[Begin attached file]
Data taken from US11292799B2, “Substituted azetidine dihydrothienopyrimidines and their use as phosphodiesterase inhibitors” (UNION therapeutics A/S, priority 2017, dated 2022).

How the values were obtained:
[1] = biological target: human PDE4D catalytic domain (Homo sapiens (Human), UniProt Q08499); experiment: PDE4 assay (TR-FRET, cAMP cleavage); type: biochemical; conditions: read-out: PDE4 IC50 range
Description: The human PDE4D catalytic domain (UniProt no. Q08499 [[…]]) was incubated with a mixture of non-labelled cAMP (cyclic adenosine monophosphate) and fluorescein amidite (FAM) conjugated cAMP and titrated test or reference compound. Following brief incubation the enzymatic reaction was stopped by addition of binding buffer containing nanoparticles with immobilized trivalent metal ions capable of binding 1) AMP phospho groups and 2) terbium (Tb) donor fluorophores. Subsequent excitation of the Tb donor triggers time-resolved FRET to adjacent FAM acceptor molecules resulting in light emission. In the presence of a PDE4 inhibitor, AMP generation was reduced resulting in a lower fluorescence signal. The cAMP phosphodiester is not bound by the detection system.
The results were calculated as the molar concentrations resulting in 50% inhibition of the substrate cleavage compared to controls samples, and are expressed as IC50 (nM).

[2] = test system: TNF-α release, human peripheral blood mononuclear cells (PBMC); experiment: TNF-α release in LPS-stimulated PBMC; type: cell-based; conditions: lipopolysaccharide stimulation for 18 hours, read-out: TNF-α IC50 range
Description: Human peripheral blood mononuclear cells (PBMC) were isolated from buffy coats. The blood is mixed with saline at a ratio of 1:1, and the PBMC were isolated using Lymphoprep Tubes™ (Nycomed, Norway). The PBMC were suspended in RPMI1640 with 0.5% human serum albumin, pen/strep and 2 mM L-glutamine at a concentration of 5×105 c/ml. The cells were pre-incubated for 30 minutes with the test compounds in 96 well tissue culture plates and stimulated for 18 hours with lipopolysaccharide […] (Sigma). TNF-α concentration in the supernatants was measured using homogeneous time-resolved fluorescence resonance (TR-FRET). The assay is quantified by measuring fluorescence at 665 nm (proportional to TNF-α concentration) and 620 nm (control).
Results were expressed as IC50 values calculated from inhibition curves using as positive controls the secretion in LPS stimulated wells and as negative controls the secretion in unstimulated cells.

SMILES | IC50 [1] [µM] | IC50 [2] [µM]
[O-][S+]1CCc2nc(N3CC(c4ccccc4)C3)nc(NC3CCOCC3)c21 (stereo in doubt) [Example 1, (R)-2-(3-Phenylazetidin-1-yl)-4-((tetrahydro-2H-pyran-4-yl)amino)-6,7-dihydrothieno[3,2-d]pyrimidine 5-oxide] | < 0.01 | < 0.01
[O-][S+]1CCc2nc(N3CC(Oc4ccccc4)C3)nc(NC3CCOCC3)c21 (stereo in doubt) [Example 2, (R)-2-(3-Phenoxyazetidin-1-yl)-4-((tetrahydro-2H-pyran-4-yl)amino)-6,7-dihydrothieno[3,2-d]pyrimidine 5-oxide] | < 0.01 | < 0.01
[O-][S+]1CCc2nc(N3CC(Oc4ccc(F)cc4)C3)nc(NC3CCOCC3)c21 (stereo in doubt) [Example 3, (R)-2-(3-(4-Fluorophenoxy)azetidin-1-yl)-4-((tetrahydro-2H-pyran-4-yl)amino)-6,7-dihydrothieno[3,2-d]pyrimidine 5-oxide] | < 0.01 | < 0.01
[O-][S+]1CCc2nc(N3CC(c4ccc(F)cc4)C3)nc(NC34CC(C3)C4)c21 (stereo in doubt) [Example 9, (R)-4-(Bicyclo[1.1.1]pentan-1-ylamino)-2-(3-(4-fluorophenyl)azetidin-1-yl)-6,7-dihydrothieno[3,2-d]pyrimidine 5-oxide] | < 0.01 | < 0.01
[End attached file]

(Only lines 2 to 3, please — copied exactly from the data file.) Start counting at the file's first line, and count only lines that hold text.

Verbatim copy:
How the values were obtained:
[1] = biological target: human PDE4D catalytic domain (Homo sapiens (Human), UniProt Q08499); experiment: PDE4 assay (TR-FRET, cAMP cleavage); type: biochemical; conditions: read-out: PDE4 IC50 range